“Ha’azinu” means “Listen”: not just “hear” but “listen, listen with full attention.”

As he speaks to our ancestors (and to us), Moses calls upon Heaven and Earth to listen. Not only Heaven and Earth outside us, but within us.

He praises Gd and rebukes Israel for turning away from Gd. Moses concludes by telling our ancestors (and all generations) to set our heart to his words so that we may command our children to obey Torah: Torah will be alive in us and so our words will be alive and we may command, not just tell.

The central message in Moses’s song is that there is no god besides Gd.

Gd Says, “See now that it is I! (who Am your Rock and Your Shelter). I Am the One and there is no god like Me”. Deuteronomy 32:39, translation.

As we realize this, we realize the implications of Gd Being One: not only is there no god besides Gd, there is nothing but Gd and all that exists is an expression of Gd, within Gd. Everything is Gd from the Universe, to galaxies, stars, planets, mountains, trees, people, our actions, our thoughts, our feelings, our decisions, our memory.

And so when Gd praises or rebukes he is simply playing a game in which He is the Director, Screenwriter, Actors, Camera Crew, audience and reviewers.

Gd is the Source of our thought and of our decisions, our actions.

When we read in Torah that our ancestors turned away from Gd, it is clear that Gd was the One who is the thought that made them turn.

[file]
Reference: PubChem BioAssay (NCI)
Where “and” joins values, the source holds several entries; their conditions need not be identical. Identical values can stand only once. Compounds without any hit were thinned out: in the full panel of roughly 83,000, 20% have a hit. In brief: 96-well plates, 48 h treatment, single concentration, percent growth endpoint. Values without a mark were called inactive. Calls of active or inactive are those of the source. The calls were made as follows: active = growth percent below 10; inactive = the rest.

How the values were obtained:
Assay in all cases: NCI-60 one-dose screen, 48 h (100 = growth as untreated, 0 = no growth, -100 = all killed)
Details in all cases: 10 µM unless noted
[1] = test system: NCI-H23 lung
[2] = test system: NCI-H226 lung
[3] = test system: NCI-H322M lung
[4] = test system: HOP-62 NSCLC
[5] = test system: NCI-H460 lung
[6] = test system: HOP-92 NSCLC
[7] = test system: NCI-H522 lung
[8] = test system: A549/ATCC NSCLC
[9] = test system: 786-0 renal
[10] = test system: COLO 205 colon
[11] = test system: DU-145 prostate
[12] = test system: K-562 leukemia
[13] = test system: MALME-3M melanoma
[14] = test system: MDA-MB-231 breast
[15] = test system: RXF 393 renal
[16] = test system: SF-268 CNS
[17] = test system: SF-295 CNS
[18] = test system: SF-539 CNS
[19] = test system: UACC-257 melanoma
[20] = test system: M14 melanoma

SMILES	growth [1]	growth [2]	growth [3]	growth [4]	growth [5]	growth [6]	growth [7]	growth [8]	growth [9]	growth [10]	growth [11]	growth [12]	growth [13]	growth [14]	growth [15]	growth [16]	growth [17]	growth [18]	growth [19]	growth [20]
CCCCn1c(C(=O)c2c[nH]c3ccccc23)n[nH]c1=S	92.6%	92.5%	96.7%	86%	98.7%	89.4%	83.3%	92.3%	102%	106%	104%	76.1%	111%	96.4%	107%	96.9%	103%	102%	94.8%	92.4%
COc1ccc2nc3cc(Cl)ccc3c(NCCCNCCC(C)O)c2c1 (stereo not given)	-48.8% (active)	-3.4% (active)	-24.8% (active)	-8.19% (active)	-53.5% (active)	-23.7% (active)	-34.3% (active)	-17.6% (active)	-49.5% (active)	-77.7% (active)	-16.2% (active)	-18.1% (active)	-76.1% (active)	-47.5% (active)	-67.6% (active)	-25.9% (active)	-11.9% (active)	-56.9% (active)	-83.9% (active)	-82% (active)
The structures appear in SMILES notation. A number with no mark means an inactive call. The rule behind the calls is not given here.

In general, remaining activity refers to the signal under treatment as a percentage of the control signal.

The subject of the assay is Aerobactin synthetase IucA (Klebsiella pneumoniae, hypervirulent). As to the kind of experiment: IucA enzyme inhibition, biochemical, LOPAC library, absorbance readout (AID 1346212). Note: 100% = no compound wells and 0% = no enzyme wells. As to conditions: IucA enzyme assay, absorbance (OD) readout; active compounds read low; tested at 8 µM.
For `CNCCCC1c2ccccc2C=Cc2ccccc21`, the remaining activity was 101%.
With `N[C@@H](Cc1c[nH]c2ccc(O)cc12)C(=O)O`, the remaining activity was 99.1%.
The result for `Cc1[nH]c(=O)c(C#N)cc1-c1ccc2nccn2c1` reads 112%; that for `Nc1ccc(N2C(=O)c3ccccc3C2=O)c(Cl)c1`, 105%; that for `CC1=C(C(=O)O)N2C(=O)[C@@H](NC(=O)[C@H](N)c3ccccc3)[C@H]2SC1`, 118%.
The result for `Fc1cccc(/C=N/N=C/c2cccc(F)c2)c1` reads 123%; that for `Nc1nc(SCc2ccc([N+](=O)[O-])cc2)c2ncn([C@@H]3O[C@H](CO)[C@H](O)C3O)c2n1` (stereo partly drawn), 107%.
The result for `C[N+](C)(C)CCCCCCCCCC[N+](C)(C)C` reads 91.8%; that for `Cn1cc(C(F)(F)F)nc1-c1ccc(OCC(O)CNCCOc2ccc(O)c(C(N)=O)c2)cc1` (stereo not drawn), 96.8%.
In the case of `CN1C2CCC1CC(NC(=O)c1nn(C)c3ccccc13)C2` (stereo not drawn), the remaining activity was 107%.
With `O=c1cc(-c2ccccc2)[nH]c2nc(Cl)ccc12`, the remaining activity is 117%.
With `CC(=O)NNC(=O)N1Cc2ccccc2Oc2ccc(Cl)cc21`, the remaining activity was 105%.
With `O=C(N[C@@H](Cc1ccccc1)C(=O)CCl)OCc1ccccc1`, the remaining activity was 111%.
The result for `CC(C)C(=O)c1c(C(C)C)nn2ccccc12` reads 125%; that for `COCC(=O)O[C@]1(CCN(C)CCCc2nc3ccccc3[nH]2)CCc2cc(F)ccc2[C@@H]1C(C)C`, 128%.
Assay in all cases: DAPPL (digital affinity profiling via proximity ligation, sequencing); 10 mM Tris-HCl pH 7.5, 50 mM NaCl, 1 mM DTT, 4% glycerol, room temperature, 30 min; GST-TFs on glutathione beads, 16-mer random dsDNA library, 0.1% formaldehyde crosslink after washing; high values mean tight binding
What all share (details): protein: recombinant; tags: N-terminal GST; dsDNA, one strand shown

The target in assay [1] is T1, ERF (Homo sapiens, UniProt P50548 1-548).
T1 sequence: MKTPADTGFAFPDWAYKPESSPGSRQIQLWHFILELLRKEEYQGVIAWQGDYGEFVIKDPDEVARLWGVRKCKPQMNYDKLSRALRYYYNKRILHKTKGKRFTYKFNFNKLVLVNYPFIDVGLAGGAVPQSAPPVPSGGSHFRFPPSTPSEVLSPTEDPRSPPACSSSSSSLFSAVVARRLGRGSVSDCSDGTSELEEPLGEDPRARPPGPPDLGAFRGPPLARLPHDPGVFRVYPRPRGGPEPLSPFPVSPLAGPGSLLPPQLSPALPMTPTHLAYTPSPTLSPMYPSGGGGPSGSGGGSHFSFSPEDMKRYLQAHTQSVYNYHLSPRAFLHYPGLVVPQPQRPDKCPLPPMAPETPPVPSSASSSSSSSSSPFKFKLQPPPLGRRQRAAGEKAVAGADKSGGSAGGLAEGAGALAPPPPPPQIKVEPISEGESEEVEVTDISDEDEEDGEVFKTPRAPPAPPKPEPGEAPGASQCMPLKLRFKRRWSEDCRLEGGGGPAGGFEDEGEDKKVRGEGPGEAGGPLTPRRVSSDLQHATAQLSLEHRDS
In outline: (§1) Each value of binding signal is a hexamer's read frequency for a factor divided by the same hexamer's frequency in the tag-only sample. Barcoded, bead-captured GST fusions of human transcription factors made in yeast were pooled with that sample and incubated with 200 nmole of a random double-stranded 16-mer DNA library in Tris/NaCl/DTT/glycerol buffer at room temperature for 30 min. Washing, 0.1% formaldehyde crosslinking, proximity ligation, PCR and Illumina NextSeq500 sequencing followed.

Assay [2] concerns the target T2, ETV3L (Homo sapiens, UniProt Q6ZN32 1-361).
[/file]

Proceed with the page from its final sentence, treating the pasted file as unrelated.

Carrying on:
It is good to remember this so that we are not hard on those who stray, whether it was our ancestors or our neighbors or ourselves. When we make a decision to turn toward or away from Wholeness, it is Gd who is making the decision, even though it seems as if we are.

But, that said, we can’t spend our lives constantly thinking “Gd is All, Gd is my thought, I have nothing to do with anything…” and so on.

We have to act naturally, spontaneously, just being the people we are, with the personalities and skills we have yet always favoring what we know to be right, letting our heart always fill with love for Gd and our neighbor.

Torah and the vast range of commentary on it, as well as our own feelings and thoughts about it, help us to develop a firm sense of right and wrong, help us to act from this wisdom, and to better and better return to our Source – Gd.

So as we have passed Rosh Hashanah and prepare for Yom Kippur refreshed for a new year, let us do the greatest kindness, the greatest love, to ourselves and our neighbors and attune ourselves to Torah, to Gd, naturally, comfortably, easily, but steadily, consistently, routinely, naturally, spontaneously.

Baruch HaShem